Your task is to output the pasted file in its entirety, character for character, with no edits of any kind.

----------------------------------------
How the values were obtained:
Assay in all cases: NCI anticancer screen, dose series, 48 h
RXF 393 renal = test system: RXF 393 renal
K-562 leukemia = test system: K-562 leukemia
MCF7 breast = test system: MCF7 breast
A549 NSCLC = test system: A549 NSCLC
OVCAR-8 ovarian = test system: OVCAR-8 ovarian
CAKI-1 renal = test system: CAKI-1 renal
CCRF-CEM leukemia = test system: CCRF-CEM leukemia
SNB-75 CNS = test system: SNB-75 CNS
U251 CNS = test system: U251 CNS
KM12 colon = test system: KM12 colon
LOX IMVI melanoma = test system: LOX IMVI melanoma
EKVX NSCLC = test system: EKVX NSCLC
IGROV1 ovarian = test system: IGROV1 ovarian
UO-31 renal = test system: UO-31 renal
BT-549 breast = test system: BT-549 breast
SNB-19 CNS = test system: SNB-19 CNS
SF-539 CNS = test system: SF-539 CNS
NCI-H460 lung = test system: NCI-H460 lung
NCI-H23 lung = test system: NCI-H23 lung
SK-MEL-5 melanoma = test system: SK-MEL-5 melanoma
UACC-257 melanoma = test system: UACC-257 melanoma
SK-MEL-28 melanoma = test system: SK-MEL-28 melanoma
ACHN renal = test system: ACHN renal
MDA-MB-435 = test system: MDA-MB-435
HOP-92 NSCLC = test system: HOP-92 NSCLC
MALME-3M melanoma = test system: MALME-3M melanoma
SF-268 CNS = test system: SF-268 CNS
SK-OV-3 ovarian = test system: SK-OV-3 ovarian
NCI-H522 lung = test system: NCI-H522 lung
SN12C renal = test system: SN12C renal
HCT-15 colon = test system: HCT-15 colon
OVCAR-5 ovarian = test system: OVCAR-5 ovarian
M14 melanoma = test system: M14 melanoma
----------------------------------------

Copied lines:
How the values were obtained:
Assay in all cases: NCI anticancer screen, dose series, 48 h
RXF 393 renal = test system: RXF 393 renal
K-562 leukemia = test system: K-562 leukemia
MCF7 breast = test system: MCF7 breast
A549 NSCLC = test system: A549 NSCLC
OVCAR-8 ovarian = test system: OVCAR-8 ovarian
CAKI-1 renal = test system: CAKI-1 renal
CCRF-CEM leukemia = test system: CCRF-CEM leukemia
SNB-75 CNS = test system: SNB-75 CNS
U251 CNS = test system: U251 CNS
KM12 colon = test system: KM12 colon
LOX IMVI melanoma = test system: LOX IMVI melanoma
EKVX NSCLC = test system: EKVX NSCLC
IGROV1 ovarian = test system: IGROV1 ovarian
UO-31 renal = test system: UO-31 renal
BT-549 breast = test system: BT-549 breast
SNB-19 CNS = test system: SNB-19 CNS
SF-539 CNS = test system: SF-539 CNS
NCI-H460 lung = test system: NCI-H460 lung
NCI-H23 lung = test system: NCI-H23 lung
SK-MEL-5 melanoma = test system: SK-MEL-5 melanoma
UACC-257 melanoma = test system: UACC-257 melanoma
SK-MEL-28 melanoma = test system: SK-MEL-28 melanoma
ACHN renal = test system: ACHN renal
MDA-MB-435 = test system: MDA-MB-435
HOP-92 NSCLC = test system: HOP-92 NSCLC
MALME-3M melanoma = test system: MALME-3M melanoma
SF-268 CNS = test system: SF-268 CNS
SK-OV-3 ovarian = test system: SK-OV-3 ovarian
NCI-H522 lung = test system: NCI-H522 lung
SN12C renal = test system: SN12C renal
HCT-15 colon = test system: HCT-15 colon
OVCAR-5 ovarian = test system: OVCAR-5 ovarian
M14 melanoma = test system: M14 melanoma